Entitlement to service connection for lung cancer, to include as due to asbestos exposure
Citation Nr: 1303439
Decision Date: 01/31/13 Archive Date: 02/05/13
DOCKET NO. 10-29 573 ) DATE
On appeal from the
Department of Veterans Affairs Regional Office in Newark, New Jersey
Entitlement to service connection for lung cancer, to include as due to asbestos exposure.
Appellant represented by: New Jersey Department of Military and Veterans' Affairs
ATTORNEY FOR THE BOARD
W. Yates, Counsel
The Veteran served on active duty from February 1955 to January 1957.
This matter comes before the Board of Veterans' Appeals (Board) on appeal from an August 2009 rating decision by the Department of Veterans Affairs (VA) Regional Office (RO) in Cleveland, Ohio. Jurisdiction over the case was subsequently returned to the Newark, New Jersey RO.
The Board notes that, in addition to the paper claims file, there is a Virtual VA electronic claims file associated with the Veteran's claim. A review of the documents in the electronic file reveals that they are either duplicative of the evidence in the paper claims file or are irrelevant to the issue on appeal.
This appeal has been advanced on the Board's docket pursuant to 38 C.F.R. § 20.900(c) (2012).
In June 2012, the Board remanded this matter for additional evidentiary development. For the reasons indicated below, the appeal is again REMANDED to the RO or the Appeals Management Center (AMC) in Washington, DC.
The Veteran is seeking service connection for lung cancer, which he attributes to asbestos exposure while in the Navy from February 1955 to January 1957.
Remand is required for compliance with VA's duty to assist the Veteran in substantiating his claim. 38 U.S.C.A. § 5103A; 38 C.F.R. § 3.159.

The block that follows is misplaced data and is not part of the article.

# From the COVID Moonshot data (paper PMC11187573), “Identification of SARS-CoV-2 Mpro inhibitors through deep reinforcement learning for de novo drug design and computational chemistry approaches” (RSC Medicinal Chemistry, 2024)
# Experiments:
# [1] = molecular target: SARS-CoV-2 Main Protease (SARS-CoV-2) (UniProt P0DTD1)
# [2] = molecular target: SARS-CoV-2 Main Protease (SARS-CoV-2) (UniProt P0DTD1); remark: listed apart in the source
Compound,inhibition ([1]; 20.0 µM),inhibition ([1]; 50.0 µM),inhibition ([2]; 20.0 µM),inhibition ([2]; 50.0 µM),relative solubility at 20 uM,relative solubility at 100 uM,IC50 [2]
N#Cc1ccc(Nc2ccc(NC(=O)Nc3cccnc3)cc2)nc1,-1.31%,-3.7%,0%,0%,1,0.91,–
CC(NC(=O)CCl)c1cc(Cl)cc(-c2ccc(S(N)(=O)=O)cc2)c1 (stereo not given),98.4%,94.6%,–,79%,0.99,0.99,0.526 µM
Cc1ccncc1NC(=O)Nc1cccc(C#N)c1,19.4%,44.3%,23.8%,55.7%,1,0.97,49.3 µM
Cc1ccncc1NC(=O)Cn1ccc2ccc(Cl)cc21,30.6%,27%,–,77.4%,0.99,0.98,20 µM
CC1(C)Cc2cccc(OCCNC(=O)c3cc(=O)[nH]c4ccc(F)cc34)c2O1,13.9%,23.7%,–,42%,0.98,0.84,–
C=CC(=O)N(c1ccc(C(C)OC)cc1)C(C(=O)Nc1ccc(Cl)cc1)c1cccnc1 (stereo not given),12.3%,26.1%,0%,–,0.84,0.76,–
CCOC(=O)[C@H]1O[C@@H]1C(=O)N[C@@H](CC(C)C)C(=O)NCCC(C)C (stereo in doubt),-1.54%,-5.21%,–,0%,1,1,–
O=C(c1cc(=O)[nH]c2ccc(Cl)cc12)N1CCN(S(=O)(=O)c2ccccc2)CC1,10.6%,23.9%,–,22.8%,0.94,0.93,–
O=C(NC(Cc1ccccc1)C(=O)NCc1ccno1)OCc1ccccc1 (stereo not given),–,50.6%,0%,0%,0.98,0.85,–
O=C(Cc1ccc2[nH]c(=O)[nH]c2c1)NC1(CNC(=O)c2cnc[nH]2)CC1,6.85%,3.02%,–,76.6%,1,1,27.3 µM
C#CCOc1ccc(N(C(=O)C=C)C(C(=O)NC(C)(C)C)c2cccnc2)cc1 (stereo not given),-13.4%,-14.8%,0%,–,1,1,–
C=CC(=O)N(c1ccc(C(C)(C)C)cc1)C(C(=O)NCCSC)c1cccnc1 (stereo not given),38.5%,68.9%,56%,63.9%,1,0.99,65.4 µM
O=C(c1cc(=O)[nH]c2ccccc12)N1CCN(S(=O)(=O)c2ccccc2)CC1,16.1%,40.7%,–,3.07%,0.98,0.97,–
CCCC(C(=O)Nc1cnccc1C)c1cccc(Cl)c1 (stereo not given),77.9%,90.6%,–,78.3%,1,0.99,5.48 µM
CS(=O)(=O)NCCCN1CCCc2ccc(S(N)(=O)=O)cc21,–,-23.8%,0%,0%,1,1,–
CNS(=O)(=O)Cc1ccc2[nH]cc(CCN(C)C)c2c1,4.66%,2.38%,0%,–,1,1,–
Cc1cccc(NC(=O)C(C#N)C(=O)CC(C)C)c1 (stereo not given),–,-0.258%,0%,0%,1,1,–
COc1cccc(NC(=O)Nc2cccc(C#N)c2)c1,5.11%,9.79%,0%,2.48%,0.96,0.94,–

VA recognizes that inhalation of asbestos fibers can produce fibrosis and tumors. The most common disease is interstitial pulmonary fibrosis (asbestosis). Asbestos fibers may also produce lung cancer, particularly lung cancer that originates in the lung parenchyma rather than the bronchi. For many asbestos related diseases the latency period varies from ten to forty-five or more years between first exposure and development of disease. Veterans Benefits Administration Manual M21-1R, at IV.ii.2.C.9.
The Veteran's service personnel records reflect that he served onboard the USS Forrestal. His service treatment records are negative for findings of lung cancer.
The Veteran submitted letters from his treating private physicians in March 2009. Dr. N stated that, "it is possible that exposure to asbestos can cause certain lung cancers." Dr. K noted the Veteran's history of asbestos exposure in service and his history of cigarette smoking until about the 1960's. He opined that the Veteran's lung cancer, "may be directly related to his asbestos exposure".
A May 2010 VA examination report notes the Veteran's history of lung cancer, which was diagnosed in September 2008, and his history of asbestos exposure in service. The Veteran reported smoking one pack of cigarettes a day for 10 years; he quit smoking 45 years earlier. The VA examiner opined that the Veteran's lung cancer "is not due to asbestos exposure. It is due to cigarette smoking." The VA examiner further stated that the most common risk factor for adenocarcinoma of the lung is cigarette smoking.
Pursuant to the Board's June 2012 remand, the RO or the AMC was to obtain a medical opinion to reconcile (with a detailed explanation of the rationale) the conflicting opinions as to whether the Veteran's lung cancer is related to his asbestos exposure in service. Specifically, the remand stated, "[t]he examiner must reconcile all opinions with those provided by the Veteran's private physicians in March 2009, and/or on VA examination in May 2010."
In August 2012, a VA disability benefits questionnaire (DBQ) was completed. In the DBQ report, the VA examiner opined that the Veteran's lung cancer was less likely than not caused by his inservice exposure to asbestosis. In support of this opinion, the VA examiner stated that the Veteran's adenocarcinoma was most likely caused by the Veteran's smoking, and that asbestos exposure in service is not likely as not the etiology of adenocarcinoma. No attempt to reconcile the prior medical opinions was made.